AAF is writing to the Mayor of Shanghai calling for the immediate cessation of these performances and the end of this yearly event once and for all. As a gesture of our concern and in an attempt to provide a solution for at least one of the miserable animals Annie saw, we are offering a permanent home at our Moon Bear Rescue Sanctuary in Chengdu for the poor blind bear made to pose for pictures. If our offer is accepted he will live with our other blind bears, Mityan and Snoopy in our special care area known as the "Secret Garden".  

Pitiful blind & declawed Moon Bear forced to stand & pose for pictures all day

Is Hamilton ready to ban animal acts?

The Hamilton Spectator Aug 26, 2010

Is the image of an elephant -- or other animal -- performing acts at the behest of handlers or trainers in a manufactured environment a socially beneficial one? Does the use of animals correlate to the image of a fair and just society? These are key questions we should be asking ourselves.

Concern about the use of animals is on the increase. Such concerns emanate from an awareness of the impacts on their person, and the way in which this shapes the perceptions of right and wrong among our children. Such concerns motivated those who spoke out when the Shriners, officially known as the Ancient Arabic Order of the Nobles of the Mystic Shrine, came to Hamilton in July. A significant number of people expressed concern, including many taking their children to see the show.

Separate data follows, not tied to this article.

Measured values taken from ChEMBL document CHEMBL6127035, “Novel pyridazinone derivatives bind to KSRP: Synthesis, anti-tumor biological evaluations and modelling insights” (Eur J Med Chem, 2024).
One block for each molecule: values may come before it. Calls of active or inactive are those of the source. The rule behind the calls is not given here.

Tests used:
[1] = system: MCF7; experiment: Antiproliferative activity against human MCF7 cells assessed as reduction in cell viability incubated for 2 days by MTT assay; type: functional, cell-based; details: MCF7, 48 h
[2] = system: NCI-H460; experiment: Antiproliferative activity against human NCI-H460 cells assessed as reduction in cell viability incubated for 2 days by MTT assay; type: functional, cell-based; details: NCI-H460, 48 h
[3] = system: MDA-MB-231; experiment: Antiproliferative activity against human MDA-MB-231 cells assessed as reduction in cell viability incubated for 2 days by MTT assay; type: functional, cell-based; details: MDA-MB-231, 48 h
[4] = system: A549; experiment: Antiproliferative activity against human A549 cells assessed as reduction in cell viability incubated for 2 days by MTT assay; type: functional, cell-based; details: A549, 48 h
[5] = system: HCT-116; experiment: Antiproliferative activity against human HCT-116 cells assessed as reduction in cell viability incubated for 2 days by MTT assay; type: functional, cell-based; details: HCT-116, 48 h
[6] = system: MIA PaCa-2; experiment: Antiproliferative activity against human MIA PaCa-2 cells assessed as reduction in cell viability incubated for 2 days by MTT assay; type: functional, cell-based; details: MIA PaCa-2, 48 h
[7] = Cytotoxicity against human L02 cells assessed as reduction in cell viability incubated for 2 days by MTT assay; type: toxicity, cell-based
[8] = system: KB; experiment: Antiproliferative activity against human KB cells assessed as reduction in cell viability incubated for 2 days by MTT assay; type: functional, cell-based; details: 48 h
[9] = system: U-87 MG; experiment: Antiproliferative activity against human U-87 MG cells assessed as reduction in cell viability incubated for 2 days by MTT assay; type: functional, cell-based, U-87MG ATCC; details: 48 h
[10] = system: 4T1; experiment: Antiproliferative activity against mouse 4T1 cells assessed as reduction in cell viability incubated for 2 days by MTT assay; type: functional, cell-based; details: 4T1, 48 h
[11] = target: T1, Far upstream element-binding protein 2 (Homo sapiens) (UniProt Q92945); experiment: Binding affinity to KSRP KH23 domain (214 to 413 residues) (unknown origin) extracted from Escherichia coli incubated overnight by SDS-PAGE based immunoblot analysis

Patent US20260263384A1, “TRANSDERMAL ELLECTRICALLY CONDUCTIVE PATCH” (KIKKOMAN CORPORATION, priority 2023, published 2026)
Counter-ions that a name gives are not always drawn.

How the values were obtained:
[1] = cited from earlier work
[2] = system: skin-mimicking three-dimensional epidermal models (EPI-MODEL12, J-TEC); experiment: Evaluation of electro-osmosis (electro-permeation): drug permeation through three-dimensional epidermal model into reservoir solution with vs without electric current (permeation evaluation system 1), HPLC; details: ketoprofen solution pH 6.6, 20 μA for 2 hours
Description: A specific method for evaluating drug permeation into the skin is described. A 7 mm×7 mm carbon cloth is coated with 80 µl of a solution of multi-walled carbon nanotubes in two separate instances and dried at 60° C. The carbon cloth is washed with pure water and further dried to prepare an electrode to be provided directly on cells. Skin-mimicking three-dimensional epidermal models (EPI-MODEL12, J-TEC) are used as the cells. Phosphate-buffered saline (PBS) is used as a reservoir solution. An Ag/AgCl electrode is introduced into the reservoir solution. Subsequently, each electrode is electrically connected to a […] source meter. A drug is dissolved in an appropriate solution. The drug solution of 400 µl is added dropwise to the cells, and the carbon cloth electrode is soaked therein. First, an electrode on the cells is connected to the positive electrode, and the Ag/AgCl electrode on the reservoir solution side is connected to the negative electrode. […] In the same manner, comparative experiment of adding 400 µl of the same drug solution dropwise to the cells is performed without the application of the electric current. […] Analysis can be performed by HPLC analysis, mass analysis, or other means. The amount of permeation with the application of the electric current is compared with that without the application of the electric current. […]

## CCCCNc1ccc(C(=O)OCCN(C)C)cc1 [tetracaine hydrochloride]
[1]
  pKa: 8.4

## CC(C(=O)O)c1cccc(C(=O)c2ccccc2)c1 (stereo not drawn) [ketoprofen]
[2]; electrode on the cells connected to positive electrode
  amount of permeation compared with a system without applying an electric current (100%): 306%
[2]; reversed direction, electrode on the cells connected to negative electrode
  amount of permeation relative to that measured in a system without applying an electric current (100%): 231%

There is no doubt that the charitable activities of the Shriners benefit many. Unfortunately, these acts are situated at the junction of a disconnect between compassion for less fortunate people and children suffering from crippling disease, and the use of animals in their fundraising circuses.

The New Brunswick Shriners are aware of this. In 1997 they made the decision to stop using animal acts in their fundraising.

Shriners in British Columbia followed their lead soon after. Shriners throughout Ontario and right across Canada can and should do the same. Legislatively, the use of animals in circuses has been stopped in several countries. Municipalities across Canada are implementing similar bans. On July 1, a Marystown, NL, bylaw came into effect banning all circuses that use animals for entertainment purposes from operating within its boundaries.

Are the citizens of Hamilton ready to call on the Shriners to change their practices here? Who is ready to stand up and call on the City to pass a bylaw banning the use of animals in entertainment? Will it take another elephant speaking out, harming or killing its trainer, and many in the audience, before any changes are made? To be concerned about the use of animals in circuses, to be outspoken, is not to be anti-Shriner or opposed to their charitable work. There are many indications that the money they raise has decreased as awareness of the plight of performing animals and the message this sends to our children has increased.